The player Neutral Passive in Warcraft III is a special bonus player. As the name suggests, units owned by Neutral Passive are neither allies nor enemies to any other player; they offer their services equally to whomever happens to be nearby. As befits my tendancy to reimplement Warcraft III (to eventually allow for similarly structured RPG scenarios), I am now working on adding my own Neutral Passive characters.
Needless to say, due to many holes I’ve dug myself over the last three years of developing this game, this is not so easy. The key stumper at the moment is that clicking a neutral unit should not trigger the player to attack them. Instead, it should trigger a friendly reaction. When is an attack not an attack? When it’s a frob.
Drakensang is a lost gem. Back when the world was lamenting the lack of Baldur’s Gate-a-likes, Drakensang slipped out without much fanfare; I picked it up on a whim seeing it on the shelf in Game (remember when Game had PC shelves? Good times). Based on The Dark Eye system rather than Dungeons & Dragons, it nevertheless promotes the same ideals: a player-created character leads a tight-knit strike team as they vanquish evil in real-time-with-pause combat based on a tabletop system.
I was interested in C&C4: Tiberian Twilight, despite all the rumours of its horror. The core concept — trading standard base building and assault for a mobile super-vehicle — seemed quite interesting to me. For a man that favours the ultra-versatile solo operatives of RPGs and FPSes, the conceit had legs.
The game did not deliver anything of what I imagined; it is exactly as bad as everyone says. So instead of delving into that den of iniquity, let’s indulge instead in what it could have been, had somebody with dreams more like mine been at the helm…
Oh, it’s been a while, hasn’t it? I set myself 36 features to build in 3 weeks at the end of last year/start of this one and I have completely failed. Ah well, no plan of battle survives contact with the enemy after all. What’s important is that there has been progress at all… right?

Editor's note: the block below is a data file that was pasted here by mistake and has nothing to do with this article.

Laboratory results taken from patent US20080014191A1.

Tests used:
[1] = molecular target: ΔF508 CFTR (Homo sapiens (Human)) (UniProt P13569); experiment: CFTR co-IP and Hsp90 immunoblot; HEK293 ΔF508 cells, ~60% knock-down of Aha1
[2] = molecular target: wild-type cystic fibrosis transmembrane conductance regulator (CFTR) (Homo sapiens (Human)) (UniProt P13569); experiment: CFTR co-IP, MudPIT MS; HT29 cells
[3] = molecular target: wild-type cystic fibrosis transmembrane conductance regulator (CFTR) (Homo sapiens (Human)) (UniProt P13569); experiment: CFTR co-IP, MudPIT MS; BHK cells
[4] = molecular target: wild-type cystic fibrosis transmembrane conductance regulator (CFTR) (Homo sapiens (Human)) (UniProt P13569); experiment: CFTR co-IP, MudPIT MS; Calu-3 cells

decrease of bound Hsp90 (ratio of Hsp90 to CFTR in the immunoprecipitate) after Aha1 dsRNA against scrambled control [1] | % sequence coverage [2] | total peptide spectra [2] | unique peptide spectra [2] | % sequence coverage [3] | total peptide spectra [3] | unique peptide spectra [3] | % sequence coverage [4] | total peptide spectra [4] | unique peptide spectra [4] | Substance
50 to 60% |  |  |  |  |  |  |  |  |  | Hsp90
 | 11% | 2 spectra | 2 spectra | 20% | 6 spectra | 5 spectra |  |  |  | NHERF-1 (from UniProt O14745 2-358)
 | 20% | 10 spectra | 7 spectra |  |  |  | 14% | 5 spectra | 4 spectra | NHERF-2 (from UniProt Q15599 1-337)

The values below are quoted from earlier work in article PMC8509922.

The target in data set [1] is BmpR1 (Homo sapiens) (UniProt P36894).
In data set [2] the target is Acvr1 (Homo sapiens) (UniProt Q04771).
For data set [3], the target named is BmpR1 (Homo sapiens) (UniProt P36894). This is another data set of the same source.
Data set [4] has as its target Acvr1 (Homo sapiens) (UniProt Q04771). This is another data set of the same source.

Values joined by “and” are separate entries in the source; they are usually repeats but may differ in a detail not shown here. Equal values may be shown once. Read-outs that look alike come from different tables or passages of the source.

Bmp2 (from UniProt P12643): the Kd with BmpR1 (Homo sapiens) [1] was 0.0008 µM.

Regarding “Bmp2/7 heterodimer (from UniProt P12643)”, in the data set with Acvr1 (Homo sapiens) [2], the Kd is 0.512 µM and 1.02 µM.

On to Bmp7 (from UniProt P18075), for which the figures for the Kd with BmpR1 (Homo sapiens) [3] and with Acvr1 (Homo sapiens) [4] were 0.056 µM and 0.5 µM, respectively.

Recently, I’ve been focusing on non-unit level hazards: laser tripwires, spike pits…
It seems to me that everything Westwood touched turned to gold. They were most famous for their real-time strategies — the pinnacle being Tiberian Sun itself — but they seemed to diverge from that mould more than history would have you believe and come up roses all the same. Foremost of course was their stab at the hack ‘n’ slash RPG, which produced one of the greatest games of all time, Nox.
Over here, though, we have their first-person shooter. Set in the Command & Conqueriverse, occurring some time during the original C&C, this answers the age-old question that haunts every strategy franchise — what would it be like to be in one of those battles?
All right then. If Tiberian Sun is the unassailable classic of the Command & Conquer franchise, what of the sequel that emerged seven years later? Built merely by “EA” rather than Westwood Studios, is C&C3: Tiberium Wars a dead husk wearing the skin of C&C or a genuine continuation?
Ho ho ho.
From the name, you’re all thinking that Alien vs. Predator is a dodgy franchise cash-in. Cheap cross-over, exploit two fanbases, job done?
In one sense, yes, it’s a bit hammy and less refined than some of its predecessors. In another sense, though, no — as an Alien prequel it holds up really really well. All the fun of Ancient Astronauts but done properly and plausibly, with coherent links to the other films but nothing too forced, continued themes of an uncaring universe rather than putting humanity at the centre of it… If you genuinely like Alien and Aliens, then Alien vs. Predator is actually a very good extrapolation. And it’s fun!
The Force Hits Snooze. This should have been a rollicking finale to Close, But No Star Wars, but we’ve said pretty much all that we need to about The Force Awakens throughout our rambling examination of the Star Wars films, usually as a counterpoint to what the other ones got right. So here we put a few final nails in the coffin and… move on with our lives?
Bah. I only get angry because I care. My answer, of course, is to bear in mind all of this as I work on my own fiction. I will have giant death lasers, yes — but mine will have the narrative framework to support them, and give them due weight when they arrive. I will not be afraid to extrapolate my universe, I will not endlessly recycle the same set-pieces, and I will not let old characters completely smush new ones… I hope. (But rebellions are built on hope, right?)
Since I don’t really want us to end on a downer, remembering only the pain of bad Star Wars rather than the heights of good Star Wars, I’m going to part with this fantastic 15-minute disco medley of the Star Wars theme(s) by Meco. May the force be with us!